AOPA and other organizations, including GACH, are working the TFR issue at both the national and local levels, with mixed success.   There has long been a move to reduce, if not eliminate, the Pearl Harbor TFR that has been in place since September 11, 2001.  This TFR is unnecessary and unsafe and probably ineffective.   David Lemon, one of our local CFIs, has been working to bring public pressure to bear through the neighborhood boards and the legislature, and has succeeded in raising awareness among public officials of the unpleasant potential of the TFR.  Ultimately, the decision to lift or even modify the TFR rests in Washington, and public pressure will surely help the cause.  Have you done your part?

Angel Flight   
    Saratoga-owner Steve Bobko-Hillenaar has become deeply involved in Angel Flight, an organization that matches pilots and people needing transportation for diagnosis and/or treatment and who lack the financial resources to pay their way. Angel Flight does not compete with the various air ambulance operations; rather, they supplement them.  Angel Flight is always looking for more pilots and aircraft.  Pilot requirements are very reasonable:  300 or more total hours, 75 cross-country hours, and 25 hours make and model.  If you are at all interested, contact Steve Bobko-Hillenaar at (808) 329-7979 or email him at steve@bobko.net. It’s a good thing to do.

Hawai’i Aviation Celebration

    The Centennial Celebration is just around the proverbial corner.  The major events will occur on December 13th and 14th at Kalaeloa Airport (JRF), including an airshow and static display involving military and civil aircraft.  We will be showcasing all aspects of aviation, from ultralights to the heavies, and much in between.  Note: The flyby, originally slated for December 17th, has been moved to the afternoon of Saturday, 20 December, to coincide with a Sunset on the Beach event, providing a much greater audience.  If you are interested in flying your aircraft in this event, you will need to contact me, preferably by email-acrobat@pixi.com.

They’re Back!
    The lead elements of the annual humpback whale migration to Hawaiian waters have been seen.  These magnificent creatures winter here from November through May each year, and seem to favor the waters between Maui, Lana'i, and Moloka'i, although they can usually be found in all local waters. Please remember that you may not approach in an aircraft within 1,000 feet slant-range of a humpback.

 Pushing the Limit
    Five hundred of anything per second is a lot, especially when it is your roll rate in degrees.  Think about it; the horizon will rotate one-and-two-thirds times before you can say, “one and two-thirds”.  It redefines such terms as ‘roll’, ‘quick’, and ‘wow!’  It also makes me giggle.  Mark Dunkerley’s beautiful Giles 202 is possessed of such a roll rate and it needs to be approached with respect and a light touch.  Of course, one doesn’t use that entire roll rate per se-it would just slam your head against the canopy.  But the crispness imparted by the full-span ailerons is absolutely magnificent!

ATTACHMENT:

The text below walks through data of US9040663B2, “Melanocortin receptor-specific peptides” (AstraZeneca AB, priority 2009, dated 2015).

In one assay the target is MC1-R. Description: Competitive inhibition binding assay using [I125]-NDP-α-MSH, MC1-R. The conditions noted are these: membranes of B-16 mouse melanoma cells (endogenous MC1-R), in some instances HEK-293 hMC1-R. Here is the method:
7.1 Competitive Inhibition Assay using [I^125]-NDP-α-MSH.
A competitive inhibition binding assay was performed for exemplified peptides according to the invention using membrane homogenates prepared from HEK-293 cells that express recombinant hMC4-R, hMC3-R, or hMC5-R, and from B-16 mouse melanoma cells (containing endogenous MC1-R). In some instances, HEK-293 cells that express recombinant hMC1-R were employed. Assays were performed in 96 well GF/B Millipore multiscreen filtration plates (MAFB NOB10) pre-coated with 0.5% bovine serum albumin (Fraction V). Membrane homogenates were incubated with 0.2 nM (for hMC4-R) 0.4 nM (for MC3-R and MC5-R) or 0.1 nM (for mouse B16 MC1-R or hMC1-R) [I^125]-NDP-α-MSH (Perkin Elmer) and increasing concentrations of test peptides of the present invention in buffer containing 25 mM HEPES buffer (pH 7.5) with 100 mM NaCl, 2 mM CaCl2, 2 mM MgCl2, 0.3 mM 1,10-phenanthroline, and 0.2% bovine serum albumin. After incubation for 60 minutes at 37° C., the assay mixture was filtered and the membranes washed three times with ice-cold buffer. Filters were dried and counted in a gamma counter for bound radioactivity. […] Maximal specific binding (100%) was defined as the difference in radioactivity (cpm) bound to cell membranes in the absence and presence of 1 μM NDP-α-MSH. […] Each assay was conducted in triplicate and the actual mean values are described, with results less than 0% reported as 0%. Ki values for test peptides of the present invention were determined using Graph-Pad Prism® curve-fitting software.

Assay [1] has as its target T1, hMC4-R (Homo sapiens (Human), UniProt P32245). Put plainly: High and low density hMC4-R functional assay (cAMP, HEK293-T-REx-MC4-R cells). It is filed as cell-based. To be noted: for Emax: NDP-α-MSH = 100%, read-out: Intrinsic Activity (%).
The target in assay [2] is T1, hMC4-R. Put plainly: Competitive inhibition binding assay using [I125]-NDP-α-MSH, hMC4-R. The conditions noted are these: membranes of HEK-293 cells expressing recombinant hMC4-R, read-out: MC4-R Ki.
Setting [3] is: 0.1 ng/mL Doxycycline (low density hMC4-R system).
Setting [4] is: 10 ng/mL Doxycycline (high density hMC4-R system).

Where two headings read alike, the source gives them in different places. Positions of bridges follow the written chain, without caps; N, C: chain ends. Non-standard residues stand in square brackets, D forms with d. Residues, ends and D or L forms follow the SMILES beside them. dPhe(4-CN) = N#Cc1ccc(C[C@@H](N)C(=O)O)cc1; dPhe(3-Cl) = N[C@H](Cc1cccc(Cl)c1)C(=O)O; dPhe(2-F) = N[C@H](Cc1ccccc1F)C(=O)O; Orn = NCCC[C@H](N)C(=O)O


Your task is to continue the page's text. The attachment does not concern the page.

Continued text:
Those same ailerons demand much more precision and their aerodynamic effect is magnified over more commonly-proportioned flight controls.  For example, the impact of aileron deflection on the airflow over the wing is far greater with full-span ailerons and this changes the way you approach spins and their cousin, the snap roll. Big ailerons can flatten a spin in a heartbeat and can also detach more of the airflow at high angles of attack, affecting recovery.  Not bad, just different. 

The Giles 202 also has powerful elevators and rudder and is one of the most fun airplanes I have ever had the pleasure of flying.  The kits, and the soon-to-be certified production version, the CAP-222, are now made in France by Apex, the same folks that make the CAP-10.   

Windy
Yesterday and today I flew into Kalaupapa, and the wind was gusting to 45 knots.  Yesterday’s wind at 3,000’ over Honolulu was easterly at 30 knots.  These winds are very typical this time of year-well into spring, as a matter of fact.  If your crosswind technique is a little rusty, this would be a good time to hone it.  When the wind blows at a nippy rate, a variance of just a few degrees can make all the difference regarding finding smooth air.  Some days, there just isn’t any around.  You can generally get some idea from the winds aloft forecast, plus the AIRMET or SIGMET for turbulence that invariably is generated when the winds blow, and by visualizing the flow over and around the terrain.  Downdrafts tend to be exaggerated and can exceed your climb rate in certain areas.  None of this is news, of course-just a reminder.

Be careful out there.